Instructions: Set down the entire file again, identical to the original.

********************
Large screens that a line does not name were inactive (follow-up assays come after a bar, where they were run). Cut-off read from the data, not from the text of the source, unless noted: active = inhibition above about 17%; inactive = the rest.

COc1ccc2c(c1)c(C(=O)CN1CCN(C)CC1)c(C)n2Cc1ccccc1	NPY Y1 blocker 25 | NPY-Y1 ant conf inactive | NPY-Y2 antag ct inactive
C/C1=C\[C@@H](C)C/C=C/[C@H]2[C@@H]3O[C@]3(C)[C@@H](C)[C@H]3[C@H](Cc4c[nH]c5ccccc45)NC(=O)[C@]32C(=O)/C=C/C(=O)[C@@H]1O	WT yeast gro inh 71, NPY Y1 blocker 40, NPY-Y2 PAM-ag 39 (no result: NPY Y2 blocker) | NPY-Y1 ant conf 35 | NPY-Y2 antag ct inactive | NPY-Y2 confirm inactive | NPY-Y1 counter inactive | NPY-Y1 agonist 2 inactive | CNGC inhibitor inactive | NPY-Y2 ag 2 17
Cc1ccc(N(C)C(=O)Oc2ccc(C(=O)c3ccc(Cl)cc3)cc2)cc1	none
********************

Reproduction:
Large screens that a line does not name were inactive (follow-up assays come after a bar, where they were run). Cut-off read from the data, not from the text of the source, unless noted: active = inhibition above about 17%; inactive = the rest.

COc1ccc2c(c1)c(C(=O)CN1CCN(C)CC1)c(C)n2Cc1ccccc1	NPY Y1 blocker 25 | NPY-Y1 ant conf inactive | NPY-Y2 antag ct inactive
C/C1=C\[C@@H](C)C/C=C/[C@H]2[C@@H]3O[C@]3(C)[C@@H](C)[C@H]3[C@H](Cc4c[nH]c5ccccc45)NC(=O)[C@]32C(=O)/C=C/C(=O)[C@@H]1O	WT yeast gro inh 71, NPY Y1 blocker 40, NPY-Y2 PAM-ag 39 (no result: NPY Y2 blocker) | NPY-Y1 ant conf 35 | NPY-Y2 antag ct inactive | NPY-Y2 confirm inactive | NPY-Y1 counter inactive | NPY-Y1 agonist 2 inactive | CNGC inhibitor inactive | NPY-Y2 ag 2 17
Cc1ccc(N(C)C(=O)Oc2ccc(C(=O)c3ccc(Cl)cc3)cc2)cc1	none